Ethel Dench Puffer
American educator and psychologist.
Ethel Dench Puffer was born in Framingham, Massachusetts, the eldest of four daughters. Her family was of native New England stock and highly educated by the standard of the era. After graduating from Smith College in 1891 at the age of 19 and teaching high school for one year in New Hampshire, Puffer returned to Smith as an instructor of mathematics, where she taught for the next three years while developing a keen interest in psychology. In 1895, Puffer traveled to Germany to study aesthetics under Hugo Münsterberg (1863-1916), then a professor of psychology at the University of Freiberg. On the strength of her research, she was awarded a fellowship for graduate study by the Association of Collegiate Alumnae. Enrolling in Radcliffe College in 1897 and working again under Münsterberg at Harvard University, she earned a certificate stating she had completed work equivalent to that of a doctoral candidate for the Harvard Ph.D. Because of the restrictions against granting the Harvard degree to women, however, Puffer was forced to make a special appeal to Radcliffe to grant her the doctoral degree. In 1902, she was one of the first four women to be offered the Radcliffe Ph.D.
Restricted from many research opportunities because of her gender, Puffer returned to teaching psychology at Radcliffe, Wellesley, and Simmons Colleges, and published a book, The Psychology of Beauty, in 1905, based on her research in aesthetics. In 1908, her marriage to Benjamin Howes further impacted her career due to cultural norms of the period which did not permit married women to work outside of the home. She continued to write scholarly articles through her forties while raising two children. Puffer's published reflections of the role of women and the conflict between marriage and career in the Atlantic Monthly in 1922 brought attention to one of the basic dilemmas confronting educated women of that time.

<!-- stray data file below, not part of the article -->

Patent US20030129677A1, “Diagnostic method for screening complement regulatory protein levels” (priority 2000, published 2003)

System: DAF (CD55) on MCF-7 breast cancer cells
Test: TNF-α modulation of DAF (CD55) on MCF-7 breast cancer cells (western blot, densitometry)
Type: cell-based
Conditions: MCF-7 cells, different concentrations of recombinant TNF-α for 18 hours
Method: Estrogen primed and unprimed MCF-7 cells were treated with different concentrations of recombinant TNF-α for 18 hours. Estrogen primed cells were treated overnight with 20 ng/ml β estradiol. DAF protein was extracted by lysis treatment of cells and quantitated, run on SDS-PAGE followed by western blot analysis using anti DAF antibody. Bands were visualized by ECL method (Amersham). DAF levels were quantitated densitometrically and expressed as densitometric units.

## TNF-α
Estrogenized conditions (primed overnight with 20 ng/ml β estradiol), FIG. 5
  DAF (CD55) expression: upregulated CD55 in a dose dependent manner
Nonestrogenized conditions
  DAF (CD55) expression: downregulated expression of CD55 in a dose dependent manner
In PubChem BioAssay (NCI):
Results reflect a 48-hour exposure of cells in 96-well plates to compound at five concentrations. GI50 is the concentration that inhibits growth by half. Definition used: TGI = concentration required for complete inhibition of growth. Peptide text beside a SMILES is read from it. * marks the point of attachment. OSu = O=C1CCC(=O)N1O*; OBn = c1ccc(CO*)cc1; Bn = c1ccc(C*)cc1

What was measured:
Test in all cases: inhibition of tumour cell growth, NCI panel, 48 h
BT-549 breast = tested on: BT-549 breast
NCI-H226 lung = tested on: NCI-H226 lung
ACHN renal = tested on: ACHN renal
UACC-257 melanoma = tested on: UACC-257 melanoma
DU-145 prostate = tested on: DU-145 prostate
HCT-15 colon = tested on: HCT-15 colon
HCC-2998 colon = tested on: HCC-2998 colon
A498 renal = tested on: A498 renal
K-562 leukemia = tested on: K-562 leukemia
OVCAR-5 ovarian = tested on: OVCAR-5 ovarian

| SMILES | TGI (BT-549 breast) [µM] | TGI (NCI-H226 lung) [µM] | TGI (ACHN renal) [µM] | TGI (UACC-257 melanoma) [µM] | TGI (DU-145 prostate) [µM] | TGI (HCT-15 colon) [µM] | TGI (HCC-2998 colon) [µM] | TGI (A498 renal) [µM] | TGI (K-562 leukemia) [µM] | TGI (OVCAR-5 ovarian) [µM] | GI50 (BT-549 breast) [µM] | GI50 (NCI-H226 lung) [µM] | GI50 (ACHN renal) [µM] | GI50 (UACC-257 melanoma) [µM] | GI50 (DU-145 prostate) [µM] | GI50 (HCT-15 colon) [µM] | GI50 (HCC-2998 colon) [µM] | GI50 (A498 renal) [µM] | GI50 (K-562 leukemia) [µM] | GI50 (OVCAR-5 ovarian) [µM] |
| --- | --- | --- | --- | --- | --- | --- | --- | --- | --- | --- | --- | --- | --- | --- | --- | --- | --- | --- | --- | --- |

Scarborough, Elizabeth and Laurel Furumoto. Untold Lives: The First Generation of American Women Psychologists. New York: Columbia University Press, 1987, pp. 70-90.
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